This study aimed to investigate the prognostic significance of 24-h ambulatory systolic (SBP), diastolic (DBP) and pulse pressure (PP), and blood pressure (BP) variability for cardiovascular morbidity in elderly men.
Design and methods
Twenty-four hour ABP monitoring was performed in 70-year-old men (n = 872) participating in a longitudinal population-based study. The population was followed for up to 9.5 years, and the relationship between different blood pressure components and cardiovascular (CV) morbidity was assessed by Cox proportional hazard analysis.
During follow-up, 172 CV events occurred (2.97 per 100 person-years). SBP and PP, both office and ambulatory, were significant predictors of CV morbidity. Twenty-four hour ambulatory PP [hazard ratio (HR) for 1 SD increase in BP 1.32, 95% confidence interval (CI) 1.15–1.52] and daytime ambulatory PP (HR 1.29, 95% CI 1.13–1.48) predicted CV morbidity independently of office PP and other established CV risk factors. Addition of night-time PP to a regression model with daytime PP and covariates did not increase the predictive value. However, the variability of daytime SBP (adjusted HR 1.24, 95% CI 1.07–1.42) provided additional prognostic power, independently of the 24-h SBP level.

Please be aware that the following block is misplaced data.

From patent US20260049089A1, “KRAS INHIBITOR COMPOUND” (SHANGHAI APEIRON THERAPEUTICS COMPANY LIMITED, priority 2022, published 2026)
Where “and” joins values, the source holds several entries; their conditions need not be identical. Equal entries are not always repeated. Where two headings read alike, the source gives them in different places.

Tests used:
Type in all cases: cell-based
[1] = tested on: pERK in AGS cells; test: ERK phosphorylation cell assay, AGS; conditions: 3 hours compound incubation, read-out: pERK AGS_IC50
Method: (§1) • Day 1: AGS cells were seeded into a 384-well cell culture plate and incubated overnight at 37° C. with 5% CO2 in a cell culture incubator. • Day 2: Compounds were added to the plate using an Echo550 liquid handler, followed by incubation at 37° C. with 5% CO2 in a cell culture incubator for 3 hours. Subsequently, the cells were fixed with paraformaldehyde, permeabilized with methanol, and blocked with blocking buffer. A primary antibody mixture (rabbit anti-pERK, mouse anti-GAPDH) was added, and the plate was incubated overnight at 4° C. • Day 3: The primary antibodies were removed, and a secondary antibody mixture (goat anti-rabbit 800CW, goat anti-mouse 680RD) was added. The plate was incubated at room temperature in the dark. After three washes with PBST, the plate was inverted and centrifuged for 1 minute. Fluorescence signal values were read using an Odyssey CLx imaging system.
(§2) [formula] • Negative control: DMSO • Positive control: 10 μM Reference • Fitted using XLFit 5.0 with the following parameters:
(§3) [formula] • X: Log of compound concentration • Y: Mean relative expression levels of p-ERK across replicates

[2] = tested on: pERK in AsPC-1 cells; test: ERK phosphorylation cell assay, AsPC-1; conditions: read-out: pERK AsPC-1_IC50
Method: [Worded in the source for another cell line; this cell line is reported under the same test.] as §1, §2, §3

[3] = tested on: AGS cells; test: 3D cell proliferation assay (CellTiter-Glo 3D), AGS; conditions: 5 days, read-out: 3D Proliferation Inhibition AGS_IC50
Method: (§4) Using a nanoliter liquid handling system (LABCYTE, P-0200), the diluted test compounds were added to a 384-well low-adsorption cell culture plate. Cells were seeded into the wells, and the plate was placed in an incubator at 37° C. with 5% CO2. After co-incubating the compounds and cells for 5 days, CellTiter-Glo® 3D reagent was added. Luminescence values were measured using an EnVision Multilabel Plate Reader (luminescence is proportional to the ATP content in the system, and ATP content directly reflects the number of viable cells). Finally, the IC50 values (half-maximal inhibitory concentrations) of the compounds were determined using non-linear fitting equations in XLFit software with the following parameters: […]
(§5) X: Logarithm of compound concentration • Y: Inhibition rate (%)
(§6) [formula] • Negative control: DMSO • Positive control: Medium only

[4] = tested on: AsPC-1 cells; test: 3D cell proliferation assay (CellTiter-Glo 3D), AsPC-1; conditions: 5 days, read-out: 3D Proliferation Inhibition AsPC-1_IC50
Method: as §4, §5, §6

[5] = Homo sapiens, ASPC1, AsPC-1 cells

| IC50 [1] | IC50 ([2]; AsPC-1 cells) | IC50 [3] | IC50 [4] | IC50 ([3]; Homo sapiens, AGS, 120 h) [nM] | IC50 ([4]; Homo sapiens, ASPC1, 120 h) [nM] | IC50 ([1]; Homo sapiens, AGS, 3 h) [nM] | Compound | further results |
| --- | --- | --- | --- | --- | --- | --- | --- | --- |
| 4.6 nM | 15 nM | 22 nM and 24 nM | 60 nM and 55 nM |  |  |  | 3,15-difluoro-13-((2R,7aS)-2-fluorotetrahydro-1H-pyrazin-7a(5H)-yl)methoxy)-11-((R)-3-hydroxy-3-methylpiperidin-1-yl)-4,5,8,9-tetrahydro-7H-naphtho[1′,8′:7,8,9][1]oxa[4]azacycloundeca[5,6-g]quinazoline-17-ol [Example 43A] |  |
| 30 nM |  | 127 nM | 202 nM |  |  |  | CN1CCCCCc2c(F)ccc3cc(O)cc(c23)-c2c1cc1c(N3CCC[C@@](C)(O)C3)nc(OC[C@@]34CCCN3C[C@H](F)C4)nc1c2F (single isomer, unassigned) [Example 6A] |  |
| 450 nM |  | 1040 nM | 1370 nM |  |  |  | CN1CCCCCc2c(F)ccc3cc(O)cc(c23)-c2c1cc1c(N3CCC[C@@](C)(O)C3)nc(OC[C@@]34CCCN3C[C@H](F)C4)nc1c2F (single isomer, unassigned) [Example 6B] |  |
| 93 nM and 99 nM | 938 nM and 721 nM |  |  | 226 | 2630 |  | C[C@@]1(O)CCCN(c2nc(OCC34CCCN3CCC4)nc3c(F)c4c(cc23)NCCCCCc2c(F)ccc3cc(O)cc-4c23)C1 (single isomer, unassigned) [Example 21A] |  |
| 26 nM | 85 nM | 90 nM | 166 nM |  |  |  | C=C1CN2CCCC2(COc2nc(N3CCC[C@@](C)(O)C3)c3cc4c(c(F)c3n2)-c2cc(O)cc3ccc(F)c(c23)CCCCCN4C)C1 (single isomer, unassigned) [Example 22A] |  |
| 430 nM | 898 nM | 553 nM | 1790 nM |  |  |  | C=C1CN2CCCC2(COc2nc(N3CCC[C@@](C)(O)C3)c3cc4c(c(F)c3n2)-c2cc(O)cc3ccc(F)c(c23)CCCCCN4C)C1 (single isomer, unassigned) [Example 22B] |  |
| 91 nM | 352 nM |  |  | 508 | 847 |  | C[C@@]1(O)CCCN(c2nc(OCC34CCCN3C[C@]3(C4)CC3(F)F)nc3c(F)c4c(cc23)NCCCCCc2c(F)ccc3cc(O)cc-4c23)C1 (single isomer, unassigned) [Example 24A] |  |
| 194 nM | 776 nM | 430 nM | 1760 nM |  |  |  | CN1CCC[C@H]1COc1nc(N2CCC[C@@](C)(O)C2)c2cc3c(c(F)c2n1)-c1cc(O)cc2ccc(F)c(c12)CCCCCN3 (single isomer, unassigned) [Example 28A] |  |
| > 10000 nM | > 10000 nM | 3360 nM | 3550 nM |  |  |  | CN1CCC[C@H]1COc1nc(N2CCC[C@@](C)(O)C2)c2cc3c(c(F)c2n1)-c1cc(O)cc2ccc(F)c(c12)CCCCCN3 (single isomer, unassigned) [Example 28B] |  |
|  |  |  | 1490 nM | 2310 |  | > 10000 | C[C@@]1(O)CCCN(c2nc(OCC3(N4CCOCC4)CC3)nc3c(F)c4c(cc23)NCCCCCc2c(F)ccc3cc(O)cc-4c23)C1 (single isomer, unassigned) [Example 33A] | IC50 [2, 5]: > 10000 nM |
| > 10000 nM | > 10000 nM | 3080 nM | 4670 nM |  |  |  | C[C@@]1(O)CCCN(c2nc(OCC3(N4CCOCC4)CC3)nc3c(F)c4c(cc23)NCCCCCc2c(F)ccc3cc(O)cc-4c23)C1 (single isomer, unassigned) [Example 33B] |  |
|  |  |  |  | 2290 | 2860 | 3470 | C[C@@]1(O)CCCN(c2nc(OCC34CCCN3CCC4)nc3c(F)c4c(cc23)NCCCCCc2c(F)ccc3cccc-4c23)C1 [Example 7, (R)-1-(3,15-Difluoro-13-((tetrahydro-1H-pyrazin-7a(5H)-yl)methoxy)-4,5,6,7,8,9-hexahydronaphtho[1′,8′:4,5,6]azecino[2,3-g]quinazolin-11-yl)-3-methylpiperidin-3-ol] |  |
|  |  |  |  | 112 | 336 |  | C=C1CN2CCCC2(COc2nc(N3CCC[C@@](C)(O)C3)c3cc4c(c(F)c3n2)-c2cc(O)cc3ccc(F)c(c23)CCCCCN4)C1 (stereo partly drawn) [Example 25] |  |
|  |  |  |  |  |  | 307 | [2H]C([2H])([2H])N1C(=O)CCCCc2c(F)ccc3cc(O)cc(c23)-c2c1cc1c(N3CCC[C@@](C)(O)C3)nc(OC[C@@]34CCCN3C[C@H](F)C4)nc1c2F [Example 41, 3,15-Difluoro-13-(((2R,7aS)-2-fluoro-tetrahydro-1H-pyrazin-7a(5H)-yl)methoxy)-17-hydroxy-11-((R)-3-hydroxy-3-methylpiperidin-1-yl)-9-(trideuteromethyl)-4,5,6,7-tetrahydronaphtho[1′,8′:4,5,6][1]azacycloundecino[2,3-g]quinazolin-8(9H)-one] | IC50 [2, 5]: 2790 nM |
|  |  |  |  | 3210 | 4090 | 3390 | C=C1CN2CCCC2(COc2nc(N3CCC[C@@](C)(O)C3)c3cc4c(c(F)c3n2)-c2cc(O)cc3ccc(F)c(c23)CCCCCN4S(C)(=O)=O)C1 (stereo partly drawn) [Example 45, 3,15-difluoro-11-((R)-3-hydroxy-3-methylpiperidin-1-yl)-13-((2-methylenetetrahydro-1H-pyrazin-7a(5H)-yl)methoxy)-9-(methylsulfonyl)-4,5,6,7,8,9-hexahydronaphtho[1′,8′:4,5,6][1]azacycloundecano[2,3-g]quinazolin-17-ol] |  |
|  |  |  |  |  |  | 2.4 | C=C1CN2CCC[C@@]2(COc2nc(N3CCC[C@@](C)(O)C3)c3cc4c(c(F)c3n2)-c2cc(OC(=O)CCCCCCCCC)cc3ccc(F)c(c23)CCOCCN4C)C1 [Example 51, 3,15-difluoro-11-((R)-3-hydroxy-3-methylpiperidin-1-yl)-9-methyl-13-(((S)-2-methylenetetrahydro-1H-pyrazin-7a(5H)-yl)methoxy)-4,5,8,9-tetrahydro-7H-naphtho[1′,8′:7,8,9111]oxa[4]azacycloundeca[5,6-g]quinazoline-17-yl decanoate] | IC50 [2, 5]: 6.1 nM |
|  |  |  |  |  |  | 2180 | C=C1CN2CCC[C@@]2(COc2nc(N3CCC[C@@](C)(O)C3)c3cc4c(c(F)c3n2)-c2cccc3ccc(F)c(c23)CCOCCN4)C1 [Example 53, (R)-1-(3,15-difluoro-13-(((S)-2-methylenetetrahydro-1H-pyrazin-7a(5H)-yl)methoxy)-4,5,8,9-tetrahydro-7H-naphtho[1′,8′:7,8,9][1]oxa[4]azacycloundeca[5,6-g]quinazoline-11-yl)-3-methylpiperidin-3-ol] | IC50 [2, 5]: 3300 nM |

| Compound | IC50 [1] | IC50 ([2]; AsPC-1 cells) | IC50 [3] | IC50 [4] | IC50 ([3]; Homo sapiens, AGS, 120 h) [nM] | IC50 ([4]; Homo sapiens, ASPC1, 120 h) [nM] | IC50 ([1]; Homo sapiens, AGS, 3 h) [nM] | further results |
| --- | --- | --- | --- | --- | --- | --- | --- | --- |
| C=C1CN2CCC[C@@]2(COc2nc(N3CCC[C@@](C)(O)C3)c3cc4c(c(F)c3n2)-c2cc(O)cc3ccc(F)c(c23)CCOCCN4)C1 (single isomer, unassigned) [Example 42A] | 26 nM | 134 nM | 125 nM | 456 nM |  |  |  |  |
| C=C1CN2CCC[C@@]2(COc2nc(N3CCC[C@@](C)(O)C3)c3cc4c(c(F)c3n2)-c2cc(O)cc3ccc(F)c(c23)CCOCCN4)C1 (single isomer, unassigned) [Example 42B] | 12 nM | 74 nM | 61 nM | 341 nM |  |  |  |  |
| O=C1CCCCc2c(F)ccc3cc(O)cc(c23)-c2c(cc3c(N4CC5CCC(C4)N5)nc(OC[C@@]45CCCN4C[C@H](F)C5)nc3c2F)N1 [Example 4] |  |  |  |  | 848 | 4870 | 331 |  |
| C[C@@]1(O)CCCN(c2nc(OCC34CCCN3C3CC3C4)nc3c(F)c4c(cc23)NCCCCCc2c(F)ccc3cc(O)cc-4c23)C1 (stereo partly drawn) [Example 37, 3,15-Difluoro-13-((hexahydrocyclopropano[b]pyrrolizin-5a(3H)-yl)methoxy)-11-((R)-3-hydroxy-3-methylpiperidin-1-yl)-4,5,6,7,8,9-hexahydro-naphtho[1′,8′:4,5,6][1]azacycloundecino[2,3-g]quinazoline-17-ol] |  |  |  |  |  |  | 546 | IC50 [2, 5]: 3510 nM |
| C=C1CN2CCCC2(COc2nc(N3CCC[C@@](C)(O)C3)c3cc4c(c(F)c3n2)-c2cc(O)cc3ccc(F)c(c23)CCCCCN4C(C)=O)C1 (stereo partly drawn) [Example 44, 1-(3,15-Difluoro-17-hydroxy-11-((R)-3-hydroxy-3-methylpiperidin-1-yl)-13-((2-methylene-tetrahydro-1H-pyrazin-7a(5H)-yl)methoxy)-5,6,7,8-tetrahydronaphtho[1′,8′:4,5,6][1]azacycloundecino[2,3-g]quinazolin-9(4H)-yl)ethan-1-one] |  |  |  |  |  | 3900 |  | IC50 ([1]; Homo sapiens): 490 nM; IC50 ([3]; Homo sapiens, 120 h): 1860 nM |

Ambulatory PP was a powerful predictor of CV morbidity in elderly men, independently of office PP and other established cardiovascular risk factors. Moreover, variability of daytime SBP added important prognostic information, suggesting that 24-h ambulatory BP monitoring may contribute to an improved risk assessment in elderly subjects.